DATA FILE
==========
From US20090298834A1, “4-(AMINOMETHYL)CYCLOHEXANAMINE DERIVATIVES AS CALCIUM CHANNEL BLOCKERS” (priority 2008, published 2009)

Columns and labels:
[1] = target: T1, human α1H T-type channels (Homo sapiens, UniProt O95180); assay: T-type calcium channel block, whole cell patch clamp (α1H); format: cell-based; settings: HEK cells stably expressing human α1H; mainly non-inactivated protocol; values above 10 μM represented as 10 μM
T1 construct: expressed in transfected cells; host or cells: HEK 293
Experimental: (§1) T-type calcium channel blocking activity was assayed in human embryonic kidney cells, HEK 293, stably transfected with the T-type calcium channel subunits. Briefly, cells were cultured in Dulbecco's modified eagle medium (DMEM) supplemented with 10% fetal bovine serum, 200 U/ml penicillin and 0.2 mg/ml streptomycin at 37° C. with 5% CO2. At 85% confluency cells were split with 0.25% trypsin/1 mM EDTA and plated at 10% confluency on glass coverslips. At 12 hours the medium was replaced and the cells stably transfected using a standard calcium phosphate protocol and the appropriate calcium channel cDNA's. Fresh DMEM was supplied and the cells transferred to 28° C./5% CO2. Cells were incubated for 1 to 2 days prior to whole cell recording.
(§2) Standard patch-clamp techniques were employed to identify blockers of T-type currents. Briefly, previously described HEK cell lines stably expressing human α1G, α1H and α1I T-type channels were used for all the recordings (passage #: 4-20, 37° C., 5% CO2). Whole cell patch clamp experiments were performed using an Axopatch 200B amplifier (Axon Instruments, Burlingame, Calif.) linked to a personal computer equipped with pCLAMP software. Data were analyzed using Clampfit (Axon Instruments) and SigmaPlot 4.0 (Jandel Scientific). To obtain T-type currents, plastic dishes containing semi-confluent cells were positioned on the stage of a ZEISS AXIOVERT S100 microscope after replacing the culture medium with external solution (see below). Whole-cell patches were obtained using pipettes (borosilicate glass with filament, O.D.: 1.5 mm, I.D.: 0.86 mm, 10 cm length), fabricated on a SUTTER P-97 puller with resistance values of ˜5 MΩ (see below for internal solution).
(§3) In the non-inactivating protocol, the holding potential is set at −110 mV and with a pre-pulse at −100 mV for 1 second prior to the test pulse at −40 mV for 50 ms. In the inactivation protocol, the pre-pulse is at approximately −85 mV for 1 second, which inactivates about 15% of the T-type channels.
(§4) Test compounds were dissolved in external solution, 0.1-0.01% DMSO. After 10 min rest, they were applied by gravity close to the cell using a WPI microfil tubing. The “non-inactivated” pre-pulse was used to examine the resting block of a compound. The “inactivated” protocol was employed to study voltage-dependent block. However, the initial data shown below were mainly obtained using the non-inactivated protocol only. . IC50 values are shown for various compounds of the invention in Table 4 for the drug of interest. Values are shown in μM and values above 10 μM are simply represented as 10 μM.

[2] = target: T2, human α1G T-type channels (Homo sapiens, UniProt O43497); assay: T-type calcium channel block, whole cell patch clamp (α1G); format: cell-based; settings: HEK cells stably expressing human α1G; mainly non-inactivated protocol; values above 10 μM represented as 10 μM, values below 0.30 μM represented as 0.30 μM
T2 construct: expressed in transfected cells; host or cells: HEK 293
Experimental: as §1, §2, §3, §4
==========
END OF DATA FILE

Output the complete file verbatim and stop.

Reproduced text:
From US20090298834A1, “4-(AMINOMETHYL)CYCLOHEXANAMINE DERIVATIVES AS CALCIUM CHANNEL BLOCKERS” (priority 2008, published 2009)

Columns and labels:
[1] = target: T1, human α1H T-type channels (Homo sapiens, UniProt O95180); assay: T-type calcium channel block, whole cell patch clamp (α1H); format: cell-based; settings: HEK cells stably expressing human α1H; mainly non-inactivated protocol; values above 10 μM represented as 10 μM
T1 construct: expressed in transfected cells; host or cells: HEK 293
Experimental: (§1) T-type calcium channel blocking activity was assayed in human embryonic kidney cells, HEK 293, stably transfected with the T-type calcium channel subunits. Briefly, cells were cultured in Dulbecco's modified eagle medium (DMEM) supplemented with 10% fetal bovine serum, 200 U/ml penicillin and 0.2 mg/ml streptomycin at 37° C. with 5% CO2. At 85% confluency cells were split with 0.25% trypsin/1 mM EDTA and plated at 10% confluency on glass coverslips. At 12 hours the medium was replaced and the cells stably transfected using a standard calcium phosphate protocol and the appropriate calcium channel cDNA's. Fresh DMEM was supplied and the cells transferred to 28° C./5% CO2. Cells were incubated for 1 to 2 days prior to whole cell recording.
(§2) Standard patch-clamp techniques were employed to identify blockers of T-type currents. Briefly, previously described HEK cell lines stably expressing human α1G, α1H and α1I T-type channels were used for all the recordings (passage #: 4-20, 37° C., 5% CO2). Whole cell patch clamp experiments were performed using an Axopatch 200B amplifier (Axon Instruments, Burlingame, Calif.) linked to a personal computer equipped with pCLAMP software. Data were analyzed using Clampfit (Axon Instruments) and SigmaPlot 4.0 (Jandel Scientific). To obtain T-type currents, plastic dishes containing semi-confluent cells were positioned on the stage of a ZEISS AXIOVERT S100 microscope after replacing the culture medium with external solution (see below). Whole-cell patches were obtained using pipettes (borosilicate glass with filament, O.D.: 1.5 mm, I.D.: 0.86 mm, 10 cm length), fabricated on a SUTTER P-97 puller with resistance values of ˜5 MΩ (see below for internal solution).
(§3) In the non-inactivating protocol, the holding potential is set at −110 mV and with a pre-pulse at −100 mV for 1 second prior to the test pulse at −40 mV for 50 ms. In the inactivation protocol, the pre-pulse is at approximately −85 mV for 1 second, which inactivates about 15% of the T-type channels.
(§4) Test compounds were dissolved in external solution, 0.1-0.01% DMSO. After 10 min rest, they were applied by gravity close to the cell using a WPI microfil tubing. The “non-inactivated” pre-pulse was used to examine the resting block of a compound. The “inactivated” protocol was employed to study voltage-dependent block. However, the initial data shown below were mainly obtained using the non-inactivated protocol only. . IC50 values are shown for various compounds of the invention in Table 4 for the drug of interest. Values are shown in μM and values above 10 μM are simply represented as 10 μM.

[2] = target: T2, human α1G T-type channels (Homo sapiens, UniProt O43497); assay: T-type calcium channel block, whole cell patch clamp (α1G); format: cell-based; settings: HEK cells stably expressing human α1G; mainly non-inactivated protocol; values above 10 μM represented as 10 μM, values below 0.30 μM represented as 0.30 μM
T2 construct: expressed in transfected cells; host or cells: HEK 293
Experimental: as §1, §2, §3, §4